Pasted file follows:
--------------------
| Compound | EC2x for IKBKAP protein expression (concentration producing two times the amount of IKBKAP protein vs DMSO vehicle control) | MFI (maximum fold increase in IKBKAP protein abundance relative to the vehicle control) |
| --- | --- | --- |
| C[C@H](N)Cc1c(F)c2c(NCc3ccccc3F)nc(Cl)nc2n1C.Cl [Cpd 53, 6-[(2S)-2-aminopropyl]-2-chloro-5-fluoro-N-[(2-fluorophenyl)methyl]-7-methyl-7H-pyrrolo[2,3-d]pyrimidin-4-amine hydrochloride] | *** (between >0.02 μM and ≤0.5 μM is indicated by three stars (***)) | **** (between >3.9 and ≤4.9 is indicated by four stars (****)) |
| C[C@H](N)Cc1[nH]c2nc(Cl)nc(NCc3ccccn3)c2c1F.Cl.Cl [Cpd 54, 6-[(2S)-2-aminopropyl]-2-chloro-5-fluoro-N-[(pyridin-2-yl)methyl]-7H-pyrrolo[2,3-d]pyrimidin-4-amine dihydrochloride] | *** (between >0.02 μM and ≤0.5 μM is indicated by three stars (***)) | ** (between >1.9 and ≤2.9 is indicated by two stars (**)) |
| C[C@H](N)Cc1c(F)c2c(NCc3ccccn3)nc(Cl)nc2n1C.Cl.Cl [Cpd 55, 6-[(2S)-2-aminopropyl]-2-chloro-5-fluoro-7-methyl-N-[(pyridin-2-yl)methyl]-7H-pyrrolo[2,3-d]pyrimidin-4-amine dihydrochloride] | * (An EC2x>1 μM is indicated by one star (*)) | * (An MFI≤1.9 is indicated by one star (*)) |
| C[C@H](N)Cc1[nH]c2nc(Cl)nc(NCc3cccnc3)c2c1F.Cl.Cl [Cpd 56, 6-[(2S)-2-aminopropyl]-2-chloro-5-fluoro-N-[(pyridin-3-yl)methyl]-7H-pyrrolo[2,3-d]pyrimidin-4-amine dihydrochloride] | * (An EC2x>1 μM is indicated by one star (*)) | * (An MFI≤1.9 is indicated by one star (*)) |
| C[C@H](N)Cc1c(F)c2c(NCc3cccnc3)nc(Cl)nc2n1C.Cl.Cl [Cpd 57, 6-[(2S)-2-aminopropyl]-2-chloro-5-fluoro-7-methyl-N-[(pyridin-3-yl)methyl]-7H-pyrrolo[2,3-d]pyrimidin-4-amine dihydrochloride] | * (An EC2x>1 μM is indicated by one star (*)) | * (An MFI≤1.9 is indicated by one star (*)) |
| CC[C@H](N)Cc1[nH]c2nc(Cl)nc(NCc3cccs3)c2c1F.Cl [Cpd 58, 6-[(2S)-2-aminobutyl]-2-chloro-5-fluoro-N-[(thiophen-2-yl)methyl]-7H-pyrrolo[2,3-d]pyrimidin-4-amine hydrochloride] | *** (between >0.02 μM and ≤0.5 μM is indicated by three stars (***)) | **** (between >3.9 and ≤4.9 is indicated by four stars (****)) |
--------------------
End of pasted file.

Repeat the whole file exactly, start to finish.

| Compound | EC2x for IKBKAP protein expression (concentration producing two times the amount of IKBKAP protein vs DMSO vehicle control) | MFI (maximum fold increase in IKBKAP protein abundance relative to the vehicle control) |
| --- | --- | --- |
| C[C@H](N)Cc1c(F)c2c(NCc3ccccc3F)nc(Cl)nc2n1C.Cl [Cpd 53, 6-[(2S)-2-aminopropyl]-2-chloro-5-fluoro-N-[(2-fluorophenyl)methyl]-7-methyl-7H-pyrrolo[2,3-d]pyrimidin-4-amine hydrochloride] | *** (between >0.02 μM and ≤0.5 μM is indicated by three stars (***)) | **** (between >3.9 and ≤4.9 is indicated by four stars (****)) |
| C[C@H](N)Cc1[nH]c2nc(Cl)nc(NCc3ccccn3)c2c1F.Cl.Cl [Cpd 54, 6-[(2S)-2-aminopropyl]-2-chloro-5-fluoro-N-[(pyridin-2-yl)methyl]-7H-pyrrolo[2,3-d]pyrimidin-4-amine dihydrochloride] | *** (between >0.02 μM and ≤0.5 μM is indicated by three stars (***)) | ** (between >1.9 and ≤2.9 is indicated by two stars (**)) |
| C[C@H](N)Cc1c(F)c2c(NCc3ccccn3)nc(Cl)nc2n1C.Cl.Cl [Cpd 55, 6-[(2S)-2-aminopropyl]-2-chloro-5-fluoro-7-methyl-N-[(pyridin-2-yl)methyl]-7H-pyrrolo[2,3-d]pyrimidin-4-amine dihydrochloride] | * (An EC2x>1 μM is indicated by one star (*)) | * (An MFI≤1.9 is indicated by one star (*)) |
| C[C@H](N)Cc1[nH]c2nc(Cl)nc(NCc3cccnc3)c2c1F.Cl.Cl [Cpd 56, 6-[(2S)-2-aminopropyl]-2-chloro-5-fluoro-N-[(pyridin-3-yl)methyl]-7H-pyrrolo[2,3-d]pyrimidin-4-amine dihydrochloride] | * (An EC2x>1 μM is indicated by one star (*)) | * (An MFI≤1.9 is indicated by one star (*)) |
| C[C@H](N)Cc1c(F)c2c(NCc3cccnc3)nc(Cl)nc2n1C.Cl.Cl [Cpd 57, 6-[(2S)-2-aminopropyl]-2-chloro-5-fluoro-7-methyl-N-[(pyridin-3-yl)methyl]-7H-pyrrolo[2,3-d]pyrimidin-4-amine dihydrochloride] | * (An EC2x>1 μM is indicated by one star (*)) | * (An MFI≤1.9 is indicated by one star (*)) |
| CC[C@H](N)Cc1[nH]c2nc(Cl)nc(NCc3cccs3)c2c1F.Cl [Cpd 58, 6-[(2S)-2-aminobutyl]-2-chloro-5-fluoro-N-[(thiophen-2-yl)methyl]-7H-pyrrolo[2,3-d]pyrimidin-4-amine hydrochloride] | *** (between >0.02 μM and ≤0.5 μM is indicated by three stars (***)) | **** (between >3.9 and ≤4.9 is indicated by four stars (****)) |